Privacy throughout the Data Cycle

Elisa Costante

Promotors: prof.dr. S. Etalle (TU/e) and prof.dr. M. Petkovic (TU/e)
Copromotor: dr. J. den Hartog (TU/e)
Technische Universiteit Eindhoven
Date: 31 March, 16:00


Modern society relies heavily on the availability of large quantities of personal information in digital form. Private data is stored not only at the user’s premises, but at a whole range of public and private institutions as well, where it is often accessible remotely. We call data cycle the route typically followed by data from the moment it leaves the users premises, until it is stored in data repositories from where it can be accessed by the user and other actors as well. Along this route risks may arise at any time: at the very beginning (e.g., a user trust — and release data to– a site that proves to be fraudulent), along the way (e.g., privacy-invasive services are used to process an order) or at the end (e.g., sensitive information is leaked from repositories where data is stored). These risks expose individuals and society to new types of threats such as privacy breaches, identity theft and frauds. This thesis addresses the problem of data privacy protection by performing a comprehensive analysis of the privacy risks that may occur at different stages throughout the data cycle. Especially, we propose a suite of privacy solutions addressing the following challenges.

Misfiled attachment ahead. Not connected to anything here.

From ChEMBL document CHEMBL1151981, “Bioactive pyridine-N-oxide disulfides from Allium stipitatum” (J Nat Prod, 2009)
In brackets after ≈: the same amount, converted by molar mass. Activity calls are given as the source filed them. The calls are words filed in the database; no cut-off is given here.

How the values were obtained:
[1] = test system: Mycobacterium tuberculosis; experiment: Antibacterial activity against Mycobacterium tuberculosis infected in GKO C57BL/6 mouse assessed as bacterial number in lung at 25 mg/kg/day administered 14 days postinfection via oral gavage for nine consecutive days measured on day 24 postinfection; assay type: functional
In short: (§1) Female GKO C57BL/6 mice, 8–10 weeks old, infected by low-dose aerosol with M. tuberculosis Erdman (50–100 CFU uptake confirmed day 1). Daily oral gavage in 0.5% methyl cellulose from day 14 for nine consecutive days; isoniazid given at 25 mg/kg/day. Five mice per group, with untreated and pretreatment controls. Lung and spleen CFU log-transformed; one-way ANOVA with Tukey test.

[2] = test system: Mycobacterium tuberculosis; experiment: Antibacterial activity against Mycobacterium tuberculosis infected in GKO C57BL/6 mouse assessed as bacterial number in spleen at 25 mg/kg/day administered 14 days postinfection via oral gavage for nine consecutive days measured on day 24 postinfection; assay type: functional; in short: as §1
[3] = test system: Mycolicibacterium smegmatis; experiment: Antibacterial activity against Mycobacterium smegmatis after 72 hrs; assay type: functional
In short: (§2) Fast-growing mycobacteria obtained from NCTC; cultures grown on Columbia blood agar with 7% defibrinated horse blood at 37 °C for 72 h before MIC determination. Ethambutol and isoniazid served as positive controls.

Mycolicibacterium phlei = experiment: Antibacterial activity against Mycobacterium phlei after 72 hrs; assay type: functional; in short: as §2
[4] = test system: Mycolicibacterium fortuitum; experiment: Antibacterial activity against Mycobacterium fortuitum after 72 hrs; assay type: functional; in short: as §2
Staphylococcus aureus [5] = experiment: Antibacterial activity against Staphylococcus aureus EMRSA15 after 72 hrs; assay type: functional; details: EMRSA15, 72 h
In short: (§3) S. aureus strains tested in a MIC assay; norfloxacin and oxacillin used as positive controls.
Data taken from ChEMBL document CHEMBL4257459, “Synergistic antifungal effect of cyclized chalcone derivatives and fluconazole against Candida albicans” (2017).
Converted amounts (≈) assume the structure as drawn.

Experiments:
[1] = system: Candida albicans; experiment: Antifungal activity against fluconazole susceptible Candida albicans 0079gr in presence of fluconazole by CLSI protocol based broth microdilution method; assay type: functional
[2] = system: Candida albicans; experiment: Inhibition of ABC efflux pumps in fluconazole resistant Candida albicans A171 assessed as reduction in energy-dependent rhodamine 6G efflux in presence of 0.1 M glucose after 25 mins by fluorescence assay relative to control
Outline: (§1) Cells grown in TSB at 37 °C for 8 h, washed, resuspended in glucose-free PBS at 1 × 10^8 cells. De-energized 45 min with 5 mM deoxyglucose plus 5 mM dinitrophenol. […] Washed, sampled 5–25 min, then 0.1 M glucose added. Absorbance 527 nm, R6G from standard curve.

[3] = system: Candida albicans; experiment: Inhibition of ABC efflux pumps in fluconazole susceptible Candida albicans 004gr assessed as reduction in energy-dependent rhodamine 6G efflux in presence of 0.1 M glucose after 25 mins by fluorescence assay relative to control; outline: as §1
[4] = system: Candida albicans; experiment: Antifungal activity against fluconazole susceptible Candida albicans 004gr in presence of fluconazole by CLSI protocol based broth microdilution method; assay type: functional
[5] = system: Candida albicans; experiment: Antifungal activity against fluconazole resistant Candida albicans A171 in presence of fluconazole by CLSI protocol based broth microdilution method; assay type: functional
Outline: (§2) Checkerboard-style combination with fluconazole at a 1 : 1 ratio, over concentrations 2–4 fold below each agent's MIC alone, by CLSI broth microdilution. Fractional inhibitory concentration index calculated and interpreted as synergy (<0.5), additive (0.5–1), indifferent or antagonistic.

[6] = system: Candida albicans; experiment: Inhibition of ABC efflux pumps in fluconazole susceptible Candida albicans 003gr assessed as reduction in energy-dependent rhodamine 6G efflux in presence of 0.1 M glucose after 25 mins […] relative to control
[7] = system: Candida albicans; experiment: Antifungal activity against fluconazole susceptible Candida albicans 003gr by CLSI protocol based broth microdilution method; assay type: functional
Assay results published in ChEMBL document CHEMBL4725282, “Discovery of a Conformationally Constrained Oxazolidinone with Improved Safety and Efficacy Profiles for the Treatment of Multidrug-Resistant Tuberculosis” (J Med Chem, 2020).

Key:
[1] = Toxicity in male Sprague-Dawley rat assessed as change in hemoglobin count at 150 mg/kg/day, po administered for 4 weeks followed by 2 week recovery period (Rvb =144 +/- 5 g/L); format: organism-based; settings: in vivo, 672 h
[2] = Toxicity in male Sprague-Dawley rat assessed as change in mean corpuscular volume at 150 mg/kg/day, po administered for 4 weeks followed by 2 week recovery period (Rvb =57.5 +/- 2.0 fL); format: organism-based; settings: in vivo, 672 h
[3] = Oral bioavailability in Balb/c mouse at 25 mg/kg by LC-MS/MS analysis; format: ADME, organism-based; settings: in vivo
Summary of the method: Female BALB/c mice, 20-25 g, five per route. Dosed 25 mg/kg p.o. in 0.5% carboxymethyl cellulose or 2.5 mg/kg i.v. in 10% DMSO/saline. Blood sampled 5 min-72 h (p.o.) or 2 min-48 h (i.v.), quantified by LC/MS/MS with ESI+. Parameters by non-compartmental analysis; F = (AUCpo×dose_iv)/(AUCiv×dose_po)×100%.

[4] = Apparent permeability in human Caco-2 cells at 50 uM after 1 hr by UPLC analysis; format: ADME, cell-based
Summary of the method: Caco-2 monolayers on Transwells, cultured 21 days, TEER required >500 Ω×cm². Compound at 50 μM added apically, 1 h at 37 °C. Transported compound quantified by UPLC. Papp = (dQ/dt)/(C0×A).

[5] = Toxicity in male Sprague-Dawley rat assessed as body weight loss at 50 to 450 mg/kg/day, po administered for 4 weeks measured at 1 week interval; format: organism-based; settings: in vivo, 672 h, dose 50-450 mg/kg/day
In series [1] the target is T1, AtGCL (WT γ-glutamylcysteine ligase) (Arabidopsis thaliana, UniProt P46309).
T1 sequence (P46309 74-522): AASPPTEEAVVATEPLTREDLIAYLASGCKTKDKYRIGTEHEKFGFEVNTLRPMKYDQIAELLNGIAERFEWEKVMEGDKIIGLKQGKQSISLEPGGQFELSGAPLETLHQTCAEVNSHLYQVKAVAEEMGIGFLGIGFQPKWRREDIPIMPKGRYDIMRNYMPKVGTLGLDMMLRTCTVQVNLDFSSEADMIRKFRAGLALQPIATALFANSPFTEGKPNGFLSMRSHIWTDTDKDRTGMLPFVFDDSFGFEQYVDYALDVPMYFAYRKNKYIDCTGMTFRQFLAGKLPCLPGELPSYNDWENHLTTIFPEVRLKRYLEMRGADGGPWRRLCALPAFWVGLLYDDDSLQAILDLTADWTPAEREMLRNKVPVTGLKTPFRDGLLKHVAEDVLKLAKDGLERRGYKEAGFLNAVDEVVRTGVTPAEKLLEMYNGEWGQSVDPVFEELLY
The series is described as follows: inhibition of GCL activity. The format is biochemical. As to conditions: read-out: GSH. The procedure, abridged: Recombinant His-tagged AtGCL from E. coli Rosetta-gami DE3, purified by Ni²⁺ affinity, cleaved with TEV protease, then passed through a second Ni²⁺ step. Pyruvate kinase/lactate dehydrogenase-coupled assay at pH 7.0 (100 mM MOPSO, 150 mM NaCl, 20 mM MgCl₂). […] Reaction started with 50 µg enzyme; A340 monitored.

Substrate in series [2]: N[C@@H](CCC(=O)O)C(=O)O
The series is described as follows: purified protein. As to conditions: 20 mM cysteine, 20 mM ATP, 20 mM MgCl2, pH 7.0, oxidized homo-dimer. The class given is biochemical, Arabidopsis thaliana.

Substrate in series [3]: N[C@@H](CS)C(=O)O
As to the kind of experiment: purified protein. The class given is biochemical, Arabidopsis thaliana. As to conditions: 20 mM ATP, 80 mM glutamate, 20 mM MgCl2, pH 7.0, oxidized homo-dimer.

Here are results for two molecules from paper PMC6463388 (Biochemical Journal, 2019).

Understanding the user’s perception of privacy risks and how users establish trust online. To this end we executed a user study. The study shows that awareness of privacy risks is a crucial element in determining which factors influence trust and that by increasing awareness one can drive trust decisions.

Evaluating websites with respect to the privacy protection they offer. Providing users with an objective value of the privacy quality of a service or a website is a way to guide their decisions. For this reason we propose a solution which automatically analyzes websites by applying machine learning and natural language processing techniques to their privacy policies.

Identifying the web service composition which best preserves privacy. Although websites are often seen as single entities, they usually group many web services together to reach a more complex scope. The way services are composed is usually transparent to users but it does affect their privacy. Therefore, we propose a solution for privacy-aware service composition which takes into account privacy concerns and users’ preferences and identifies the web-service composition which best preserves privacy and best matches a user’s preferences.

Detecting privacy infringements at data repositories where data is ultimately stored. Privacy breaches may happen, e.g. because of hackers gaining access to the data or malicious employees abusing their rights. To reduce these risks we propose a monitoring solution which analyzes transactions with the repositories and applies anomaly detection techniques to identify misuse and data leakage.